Research Document - 2013/126

Trends in the trophic ecology of St. Lawrence beluga (Delphinapterus leucas) over the period 1988-2012, based on stable isotope analysis

By Véronique Lesage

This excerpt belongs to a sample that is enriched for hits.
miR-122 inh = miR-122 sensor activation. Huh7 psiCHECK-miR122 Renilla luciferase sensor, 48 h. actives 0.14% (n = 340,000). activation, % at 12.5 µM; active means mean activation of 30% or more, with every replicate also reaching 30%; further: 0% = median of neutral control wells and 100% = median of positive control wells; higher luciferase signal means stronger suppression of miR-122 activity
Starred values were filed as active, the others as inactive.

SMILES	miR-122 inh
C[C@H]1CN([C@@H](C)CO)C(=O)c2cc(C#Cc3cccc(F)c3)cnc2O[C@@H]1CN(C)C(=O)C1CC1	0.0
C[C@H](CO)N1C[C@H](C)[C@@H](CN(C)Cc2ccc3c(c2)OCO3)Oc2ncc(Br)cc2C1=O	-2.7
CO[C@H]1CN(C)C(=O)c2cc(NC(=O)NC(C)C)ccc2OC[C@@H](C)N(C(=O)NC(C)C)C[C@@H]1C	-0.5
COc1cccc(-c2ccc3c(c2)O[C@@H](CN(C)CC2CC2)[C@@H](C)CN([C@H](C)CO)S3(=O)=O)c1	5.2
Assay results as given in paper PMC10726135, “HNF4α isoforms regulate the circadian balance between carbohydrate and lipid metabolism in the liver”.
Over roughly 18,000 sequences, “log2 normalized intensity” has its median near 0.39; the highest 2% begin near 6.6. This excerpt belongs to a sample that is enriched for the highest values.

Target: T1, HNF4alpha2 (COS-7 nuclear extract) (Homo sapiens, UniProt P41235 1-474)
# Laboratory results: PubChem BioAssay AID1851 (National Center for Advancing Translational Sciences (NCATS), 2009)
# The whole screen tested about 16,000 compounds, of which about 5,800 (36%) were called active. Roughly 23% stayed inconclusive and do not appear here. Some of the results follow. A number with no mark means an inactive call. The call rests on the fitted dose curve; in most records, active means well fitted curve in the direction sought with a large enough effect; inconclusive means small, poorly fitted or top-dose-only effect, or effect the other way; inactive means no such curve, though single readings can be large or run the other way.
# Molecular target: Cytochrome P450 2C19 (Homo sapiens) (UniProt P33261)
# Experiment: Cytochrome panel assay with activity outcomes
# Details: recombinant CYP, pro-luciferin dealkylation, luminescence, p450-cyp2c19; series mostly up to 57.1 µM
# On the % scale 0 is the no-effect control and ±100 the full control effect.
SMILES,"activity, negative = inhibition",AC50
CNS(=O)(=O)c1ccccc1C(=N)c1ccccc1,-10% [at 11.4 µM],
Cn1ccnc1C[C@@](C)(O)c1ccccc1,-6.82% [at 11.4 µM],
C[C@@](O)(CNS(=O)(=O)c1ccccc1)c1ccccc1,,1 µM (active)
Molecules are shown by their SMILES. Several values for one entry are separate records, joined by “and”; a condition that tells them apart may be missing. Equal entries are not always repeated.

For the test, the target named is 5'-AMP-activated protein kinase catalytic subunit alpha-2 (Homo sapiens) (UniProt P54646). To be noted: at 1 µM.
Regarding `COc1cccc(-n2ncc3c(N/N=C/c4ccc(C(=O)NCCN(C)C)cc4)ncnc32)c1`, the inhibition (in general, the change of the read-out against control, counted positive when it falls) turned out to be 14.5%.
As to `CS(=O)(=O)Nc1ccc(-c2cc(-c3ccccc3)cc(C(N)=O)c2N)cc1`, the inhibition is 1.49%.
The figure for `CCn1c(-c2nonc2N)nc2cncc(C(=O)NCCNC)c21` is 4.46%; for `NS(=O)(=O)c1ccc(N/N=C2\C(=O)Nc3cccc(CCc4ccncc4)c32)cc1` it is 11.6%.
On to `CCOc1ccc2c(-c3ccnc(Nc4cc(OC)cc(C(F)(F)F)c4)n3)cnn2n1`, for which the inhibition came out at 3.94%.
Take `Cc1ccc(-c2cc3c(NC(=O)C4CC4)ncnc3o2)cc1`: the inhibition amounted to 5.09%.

The paucity of information related to the trophic ecology and diet of St. Lawrence Estuary (SLE) beluga limits our understanding of contaminant pathways, and precludes the identification of period, region and prey species likely to be the most important for their successful reproduction and survival. We used a combination of gastro-intestinal data and stable C and N isotope ratios in beluga muscle to infer their trophic position and diet over the period 1988 to 2012, and to identify potential changes in ecosystem structure or functioning over this period. When controlling for inter-annual variability, δ13C and δ15N values were higher in males than females in both juveniles and adults, which is consistent with sex dimorphism and differential access to prey assemblages. Trends in isotopic signatures over the study period could not be examined for calves and juveniles given small overall sample sizes. In adults, δ13C values varied significantly over the study period, and in a similar way in males and females, with a slow increase from 1988 to 2002 followed by a decline of approximately 1‰ from 2003 through 2012. The decline observed in δ13C values after 2002 was echoed by δ15N values, but was overall modest at approximately 0.6‰ over the 10 yr period. There are several potential explanations for the observed decline in isotopic signature, including a change in beluga diet, or in the diet of some of their prey. Isotopic mixing models using 11 potential prey of SLE beluga suggested sandlance and squid, as well as capelin, herring and tomcod as important dietary sources for adult beluga. The model also suggested that groundfish species such as redfish, Atlantic cod and white hake were more important in the diet of adult males than females.

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